It manages to look to the future while still honouring the past.
For an insight into the engineering integrity and performance focus of the third generation Porsche Cayenne, look no further than its pop-up rear spoiler.
Fitted to the flagship Turbo, at high speeds it angles upwards on hard brake applications, with the aim of settling the rear of the five-seat SUV for sharper, more consistent deceleration.
It’s claimed to reduce stopping distances from about 250km/h – for those wondering – by about two metres. That equates to shaving less than one per cent off its braking efforts, but it’s indicative of the efforts Porsche has gone to infusing some of its sports car pedigree in the Cayenne.
Not that any 911 driver will mistake a two-tonne-plus SUV for the lithe, loveable sports car that defines the brand.
Physics conspire against that, something on display when you pitch into a bend.
The three-chamber adjustable height air suspension with active damping and lightweight architecture are shared with the Panamera.
But the unique high-riding body means the Cayenne has a degree less fluidity and composure of a Porsche sports cars, its unique firmer tune doing a brilliant job of keeping the body flat, especially by SUV standards.
What the steering lacks in tactility it makes up for with directness, and outright grip levels are phenomenal, with tyres up to 21 inches in diameter clawing the bitumen beautifully.
For the first time, the Cayenne gets broader rubber on the rear, too, something that teams with the rear-biased drive to enhance the eminently sporty flavour.
Suspension aside, there’s plenty of Panamera elsewhere, too, with the new suite of engines shared between the two.
However, whereas the Panamera uses a twin-clutch transmission, the Cayenne targets comfort and a seamless engagement with a more traditional eight-speed torque converter.
So, if you want to strain your neck muscles on take-off, you’ll have to try harder. Those autos may bring sweeter, cleaner take-offs, but they lack the brutal launches that make the PDK setup so suited to the sporty side of the Porsche ledger.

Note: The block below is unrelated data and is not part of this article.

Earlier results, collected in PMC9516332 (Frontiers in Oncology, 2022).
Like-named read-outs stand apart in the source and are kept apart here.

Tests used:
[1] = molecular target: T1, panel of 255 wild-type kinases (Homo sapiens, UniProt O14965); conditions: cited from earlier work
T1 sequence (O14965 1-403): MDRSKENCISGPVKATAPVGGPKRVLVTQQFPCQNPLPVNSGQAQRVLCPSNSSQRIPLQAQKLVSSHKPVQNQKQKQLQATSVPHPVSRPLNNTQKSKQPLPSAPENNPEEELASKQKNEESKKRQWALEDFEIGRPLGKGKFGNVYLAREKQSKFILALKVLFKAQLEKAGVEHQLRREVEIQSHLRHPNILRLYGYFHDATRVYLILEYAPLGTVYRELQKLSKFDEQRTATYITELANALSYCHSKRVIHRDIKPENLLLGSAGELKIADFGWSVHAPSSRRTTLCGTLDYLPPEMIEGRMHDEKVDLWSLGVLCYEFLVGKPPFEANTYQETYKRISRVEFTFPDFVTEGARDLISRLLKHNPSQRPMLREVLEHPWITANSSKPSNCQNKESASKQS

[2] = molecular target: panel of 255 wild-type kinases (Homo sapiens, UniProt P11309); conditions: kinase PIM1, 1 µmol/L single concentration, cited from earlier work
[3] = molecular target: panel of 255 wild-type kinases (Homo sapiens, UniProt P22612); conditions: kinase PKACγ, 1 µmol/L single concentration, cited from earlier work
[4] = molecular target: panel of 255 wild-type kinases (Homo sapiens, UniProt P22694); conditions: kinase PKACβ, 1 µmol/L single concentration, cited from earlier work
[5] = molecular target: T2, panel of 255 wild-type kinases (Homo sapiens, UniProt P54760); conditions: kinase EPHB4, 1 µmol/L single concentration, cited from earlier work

Still, performance is healthy across the range, with the $116,300 Cayenne adopting a turbocharger that does a nice job muscling up at low revs. The 3.0-litre unit makes 250kW and 450Nm, enough to top 100km/h in 5.9 seconds.
The solid low-rev grunt thrusts the entry-level Cayenne forward enthusiastically, although the fun peters out at higher revs.
That’s something fixed with the $155,100 Cayenne S with its 2.9-litre twin-turbo V6, good for 324kW and 550Nm. While it lacks the tempting exhaust note some may expect of a long-legged Porsche, there’s enough high rev fizz and furore to ensure slick overtaking and the sort of agile, elegant dynamics of a high-riding SUV.
If it’s a big hitting sledgehammer you crave, though, look no further than the $239,400 Turbo S, with its 4.0-litre twin-turbo V8, the latest design housing the turbos within the V for better response.
With 404kW and 770Nm it launches the flagship (at least until the expected arrival of a Turbo S E-Hybrid) to 100km/h in 3.9 seconds, the sonorous V8 snarl in keeping with the ballistic propulsion.
Throw in the stiffer, lighter clean sheet body design and enormous 440mm 10-piston brakes and it makes for an exciting SUV offering.
That it packs in features such as an active bonnet (to protect pedestrians in an impact), a 12.3-inch central infotainment screen and rear seats that slide and flip talks to the practicalities behind and SUV with a broad talent base.